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Smokestack Chasing, Bankruptcies and Other Manufacturing Hypocrisies

Aug. 26, 2015
When it comes to governmental industrial economic policy, too many politicians subscribe to “no win” theories.

I’ve been writing for IndustryWeek since April 2014. During that time I’ve posted 32 articles totaling almost 43,000 words. In each I’ve made a point of trying to focus on facts and realities, keeping emotion out of my arguments. The reason I’m making this point is that in this and the next couple of articles I’ll be discussing a subject from a point-of-view that may seem a bit biased to some. I’ve got tendencies just like everyone else. I guess I’m letting you know if you continue reading you are in for a bit of a rant. I hope you enjoy it!

The issue of government involvement in business is highly controversial. Why? Because it draws economic theory into the discussion—topics like capitalism, socialism, etc.—which tend to lead to political positioning. As I laid out in “ Finding the Middle Ground in Supplier Negotiations,” politics—at least in recent history—is highly polarized in this country with politicians having seemingly little appetite for compromise. In other words, they don’t look for middle ground in much of anything, resulting in issues becoming emotional fairly quickly. Consequently, rarely does anything substantial ever get accomplished regarding governmental industrial economic policy and because of this, U.S.-based manufacturers compete at a disadvantage globally. So, where does the extreme economic theory positioning come from?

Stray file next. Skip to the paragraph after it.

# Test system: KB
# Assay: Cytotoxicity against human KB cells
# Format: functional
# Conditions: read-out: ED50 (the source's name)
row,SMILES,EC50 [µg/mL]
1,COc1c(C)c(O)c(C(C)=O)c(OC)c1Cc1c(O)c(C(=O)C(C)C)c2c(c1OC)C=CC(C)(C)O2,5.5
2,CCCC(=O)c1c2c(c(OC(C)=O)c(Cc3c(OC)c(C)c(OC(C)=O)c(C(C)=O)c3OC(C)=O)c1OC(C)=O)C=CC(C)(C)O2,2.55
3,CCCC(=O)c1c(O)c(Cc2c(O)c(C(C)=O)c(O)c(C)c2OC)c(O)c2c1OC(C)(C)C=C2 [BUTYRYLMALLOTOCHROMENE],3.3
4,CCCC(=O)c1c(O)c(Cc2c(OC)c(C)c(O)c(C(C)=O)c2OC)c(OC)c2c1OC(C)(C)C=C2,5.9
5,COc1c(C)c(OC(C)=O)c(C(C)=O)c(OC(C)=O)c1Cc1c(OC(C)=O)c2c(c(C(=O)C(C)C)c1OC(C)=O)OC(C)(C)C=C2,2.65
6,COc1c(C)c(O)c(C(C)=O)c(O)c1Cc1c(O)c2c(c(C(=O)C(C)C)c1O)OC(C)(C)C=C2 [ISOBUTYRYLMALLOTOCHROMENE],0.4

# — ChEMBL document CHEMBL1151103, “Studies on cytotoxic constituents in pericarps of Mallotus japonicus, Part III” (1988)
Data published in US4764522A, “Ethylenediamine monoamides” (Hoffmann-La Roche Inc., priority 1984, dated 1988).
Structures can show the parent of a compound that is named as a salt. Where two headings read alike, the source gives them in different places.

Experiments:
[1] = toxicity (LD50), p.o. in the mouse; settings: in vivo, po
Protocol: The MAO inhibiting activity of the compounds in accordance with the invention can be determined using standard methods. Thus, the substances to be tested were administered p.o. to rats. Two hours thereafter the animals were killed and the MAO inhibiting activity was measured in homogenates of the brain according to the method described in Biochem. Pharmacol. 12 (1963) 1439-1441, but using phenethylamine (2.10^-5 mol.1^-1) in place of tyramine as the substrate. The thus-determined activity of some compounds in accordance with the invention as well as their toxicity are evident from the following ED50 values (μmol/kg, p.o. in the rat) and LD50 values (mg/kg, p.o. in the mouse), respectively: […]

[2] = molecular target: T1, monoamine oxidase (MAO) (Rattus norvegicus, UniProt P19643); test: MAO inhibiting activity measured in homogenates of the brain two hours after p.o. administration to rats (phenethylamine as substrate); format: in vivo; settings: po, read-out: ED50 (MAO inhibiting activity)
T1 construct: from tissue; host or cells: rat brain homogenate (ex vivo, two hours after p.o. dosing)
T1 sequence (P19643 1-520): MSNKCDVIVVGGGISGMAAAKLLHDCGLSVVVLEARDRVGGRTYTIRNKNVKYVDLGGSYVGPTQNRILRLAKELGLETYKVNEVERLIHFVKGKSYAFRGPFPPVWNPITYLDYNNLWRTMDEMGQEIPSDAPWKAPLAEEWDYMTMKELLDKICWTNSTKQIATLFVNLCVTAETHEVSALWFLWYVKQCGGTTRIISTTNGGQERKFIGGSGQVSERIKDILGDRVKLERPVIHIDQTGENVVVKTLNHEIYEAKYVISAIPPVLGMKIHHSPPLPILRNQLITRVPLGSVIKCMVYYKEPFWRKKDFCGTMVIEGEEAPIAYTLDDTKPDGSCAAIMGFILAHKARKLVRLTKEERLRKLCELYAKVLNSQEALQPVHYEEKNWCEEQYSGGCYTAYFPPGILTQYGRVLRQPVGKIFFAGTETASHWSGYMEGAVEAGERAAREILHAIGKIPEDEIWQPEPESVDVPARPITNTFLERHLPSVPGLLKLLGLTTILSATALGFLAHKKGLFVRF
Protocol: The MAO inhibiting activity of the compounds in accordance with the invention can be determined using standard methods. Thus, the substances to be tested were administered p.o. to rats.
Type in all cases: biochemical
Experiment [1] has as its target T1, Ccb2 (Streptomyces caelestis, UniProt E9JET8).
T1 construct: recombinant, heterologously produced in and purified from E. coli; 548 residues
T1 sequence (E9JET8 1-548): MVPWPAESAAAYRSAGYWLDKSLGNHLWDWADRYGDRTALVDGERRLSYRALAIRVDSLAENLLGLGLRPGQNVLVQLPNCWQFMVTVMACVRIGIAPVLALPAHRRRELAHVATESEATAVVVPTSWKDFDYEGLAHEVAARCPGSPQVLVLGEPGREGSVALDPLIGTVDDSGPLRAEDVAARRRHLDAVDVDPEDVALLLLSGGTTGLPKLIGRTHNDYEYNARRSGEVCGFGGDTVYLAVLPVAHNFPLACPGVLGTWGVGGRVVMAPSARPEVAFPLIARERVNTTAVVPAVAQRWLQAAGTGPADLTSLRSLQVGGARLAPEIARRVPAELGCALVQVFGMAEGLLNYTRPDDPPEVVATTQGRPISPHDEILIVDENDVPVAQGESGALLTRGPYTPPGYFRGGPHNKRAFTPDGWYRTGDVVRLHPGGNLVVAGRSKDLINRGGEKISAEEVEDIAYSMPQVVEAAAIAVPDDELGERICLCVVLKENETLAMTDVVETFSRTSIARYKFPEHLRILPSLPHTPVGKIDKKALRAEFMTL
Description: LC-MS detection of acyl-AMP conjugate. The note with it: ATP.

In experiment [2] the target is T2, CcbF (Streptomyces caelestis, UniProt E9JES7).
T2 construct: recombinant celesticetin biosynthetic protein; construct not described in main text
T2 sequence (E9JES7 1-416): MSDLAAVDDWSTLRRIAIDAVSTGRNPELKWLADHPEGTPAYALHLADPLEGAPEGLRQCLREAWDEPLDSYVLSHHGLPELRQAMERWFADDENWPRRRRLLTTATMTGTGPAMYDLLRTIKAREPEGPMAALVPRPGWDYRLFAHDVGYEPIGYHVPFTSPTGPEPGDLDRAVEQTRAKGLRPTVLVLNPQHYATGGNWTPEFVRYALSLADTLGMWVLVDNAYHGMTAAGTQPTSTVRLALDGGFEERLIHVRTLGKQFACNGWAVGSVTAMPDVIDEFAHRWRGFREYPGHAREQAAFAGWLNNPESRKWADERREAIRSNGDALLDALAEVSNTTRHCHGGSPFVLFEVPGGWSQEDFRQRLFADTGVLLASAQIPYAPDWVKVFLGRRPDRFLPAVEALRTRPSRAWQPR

First let me say that I believe in free market economics. You’d probably find most business people have a free market philosophy. On the fringe of this philosophy, however, are those free market advocates who cannot see the need for government involvement in business ever, period, end-of-story. From my perspective, the main source of economic policy polarization comes from these people, whom I refer to as uber free-marketeers. Bottom line, uber free marketeers are never willing to consider any form of middle ground relative to governmental involvement in business. Their mantra is that government shouldn’t be involved in picking the winners or the losers. This uber-block do a pretty good job in coining slogans but the basis for their arguments is founded strictly on theory, not business realities.